Under the circumstances, India can hardly afford to be discordant and anti-China. The only way it can manage China is through diplomacy and pursuance of common areas of interests. But diplomacy too works from a position of strength and, therefore, there is need to keep the powder dry without slackening military preparation. Even Pakistan with a weaker economy spends a much higher percentage of its GDP on defence and keeps us on tenterhooks. Last year it spent $6.4 billion on its armed forces.

Considering the current strategic environment and the relations with our immediate and distant neighbours, the defence forces are required to maintain their combat potential all the time. With fast changing technology and competitive re-armament, modernisation remains an ongoing process, needing continuous investment of resources without much interruption. India has two compulsive strategic rivals who want to deny India its legitimate standing in Asia. Both spend heavily on defence, far in excess of India.

The significance of defence spending and its impact on the national economy has not been fully realised in India. While some see defence and development as complimentary, others see it as competitive, and yet others unfortunately view it as mutually exclusive. As for development, security is an essential pre-requisite, so is security for development. Security ensures an environment of peace and stability in which the economy can flourish and without which it could even disintegrate. Such environment inspires confidence, stimulates foreign investment, trade potential and encourages industry and employment; all important ingredients of national growth. There is an obvious linkage between defence and development, needing equal emphasis. Unfortunately, we in India do not quite realise this relationship.

The studies carried out by the US and the British after World War II have highlighted the relationship between defence expenditure and economic growth. In fully developed countries, military expenditure does not promote the same level of growth as it does in developing countries. However, excessive defence spending, as seen in under-developed countries, hurts the economy. Military expenditure results in a mixture of strategic, economic and political spin-offs. Though the linkages are obvious, it is not easy to quantify them clearly.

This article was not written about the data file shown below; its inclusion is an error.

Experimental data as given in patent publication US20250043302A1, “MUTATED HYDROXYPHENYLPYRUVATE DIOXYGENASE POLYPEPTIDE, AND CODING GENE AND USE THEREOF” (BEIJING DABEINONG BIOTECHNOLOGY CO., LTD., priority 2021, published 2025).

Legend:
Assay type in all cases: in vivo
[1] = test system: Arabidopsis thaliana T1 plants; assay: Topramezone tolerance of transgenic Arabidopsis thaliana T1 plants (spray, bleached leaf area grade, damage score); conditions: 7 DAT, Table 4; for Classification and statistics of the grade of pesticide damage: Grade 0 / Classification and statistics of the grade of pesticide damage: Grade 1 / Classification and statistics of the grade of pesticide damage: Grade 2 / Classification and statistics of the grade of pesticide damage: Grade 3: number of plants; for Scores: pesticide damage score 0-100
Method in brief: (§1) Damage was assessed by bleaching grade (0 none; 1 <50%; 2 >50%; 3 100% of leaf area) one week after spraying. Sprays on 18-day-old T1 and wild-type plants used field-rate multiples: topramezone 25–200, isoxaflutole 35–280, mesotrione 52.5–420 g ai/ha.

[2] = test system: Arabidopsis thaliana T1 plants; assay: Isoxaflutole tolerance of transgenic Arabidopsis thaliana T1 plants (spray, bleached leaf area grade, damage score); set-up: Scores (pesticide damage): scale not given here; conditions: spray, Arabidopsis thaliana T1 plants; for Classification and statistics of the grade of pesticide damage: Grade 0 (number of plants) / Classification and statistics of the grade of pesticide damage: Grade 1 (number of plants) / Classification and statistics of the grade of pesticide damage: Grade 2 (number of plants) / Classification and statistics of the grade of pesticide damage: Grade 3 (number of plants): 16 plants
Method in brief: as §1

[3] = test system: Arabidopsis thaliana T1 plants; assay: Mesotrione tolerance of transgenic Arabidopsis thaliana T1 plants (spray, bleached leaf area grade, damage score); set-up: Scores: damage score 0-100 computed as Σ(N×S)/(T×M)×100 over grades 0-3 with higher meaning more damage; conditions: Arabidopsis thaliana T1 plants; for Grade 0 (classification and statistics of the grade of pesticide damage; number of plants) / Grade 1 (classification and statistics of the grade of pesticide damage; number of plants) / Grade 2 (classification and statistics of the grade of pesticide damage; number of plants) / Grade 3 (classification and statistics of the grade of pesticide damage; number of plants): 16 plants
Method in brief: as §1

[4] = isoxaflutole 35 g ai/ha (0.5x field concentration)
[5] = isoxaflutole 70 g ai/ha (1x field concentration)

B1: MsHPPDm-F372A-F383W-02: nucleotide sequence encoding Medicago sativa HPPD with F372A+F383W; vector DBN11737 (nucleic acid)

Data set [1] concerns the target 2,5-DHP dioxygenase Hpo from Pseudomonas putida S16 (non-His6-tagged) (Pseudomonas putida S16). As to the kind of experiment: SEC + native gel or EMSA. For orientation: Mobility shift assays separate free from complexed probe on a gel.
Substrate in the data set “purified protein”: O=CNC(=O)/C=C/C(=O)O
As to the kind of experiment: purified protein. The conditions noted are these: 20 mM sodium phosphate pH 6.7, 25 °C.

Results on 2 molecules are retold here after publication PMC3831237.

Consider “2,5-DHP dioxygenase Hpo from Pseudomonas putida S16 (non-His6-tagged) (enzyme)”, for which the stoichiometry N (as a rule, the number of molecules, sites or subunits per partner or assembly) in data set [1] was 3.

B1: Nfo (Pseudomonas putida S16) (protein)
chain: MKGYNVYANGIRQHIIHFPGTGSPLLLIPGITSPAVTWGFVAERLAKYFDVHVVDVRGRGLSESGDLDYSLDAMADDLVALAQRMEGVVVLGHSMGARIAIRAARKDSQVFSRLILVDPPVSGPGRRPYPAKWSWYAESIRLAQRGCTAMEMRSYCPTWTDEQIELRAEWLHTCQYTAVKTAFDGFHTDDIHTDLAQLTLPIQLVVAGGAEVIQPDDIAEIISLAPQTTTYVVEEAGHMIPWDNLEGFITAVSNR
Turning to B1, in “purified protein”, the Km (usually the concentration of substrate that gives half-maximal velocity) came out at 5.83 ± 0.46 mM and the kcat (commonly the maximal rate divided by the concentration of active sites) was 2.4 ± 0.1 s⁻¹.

Despite significant defence spending over the years, India failed to build its military industrial complex. The defence industry in the US, the European Union and China has shown how defence spending can promote economic growth. It is worth mentioning here that countries having major military industrial complexes are also the major economic powers of the world. The government’s effort to jump-start the indigenous defence industry, however belated, by opening the defence sector to the private sector, allowing FDI and ensuring an offset clause in all our procurements from foreign vendors, is a welcome development.

The writer is a former Director-General, Defence Planning Staff.
Army chief trashes news on troop movement
Calls the reports that appeared in Indian Express absolutely stupid
Army Chief Gen V K Singh today dismissed as "absolutely stupid" a report that the Indian government panicked for several hours in the face of unexplained troop movements near Delhi in January.   

"This is absolutely stupid," Singh said when asked to comment on the report.
The report in Indian Express that said the government was "spooked" on the night of January 16-17, because of the movement of a mechanised infantry battallion from Haryana's Hisar and a sizeable section of 50 Para Brigade created a storm in the government.   

In New Delhi yesterday, Prime Minister Manmohan Singh and the defence establishment dismissed as "alarmist" and "absolutely baseless".

The Army Chief is in Nepal to attend the three-day Regional Seminar on Natural Disaster Management and Humanitarian Assistance.
CAG report on gaps in India's security failed to bother MPs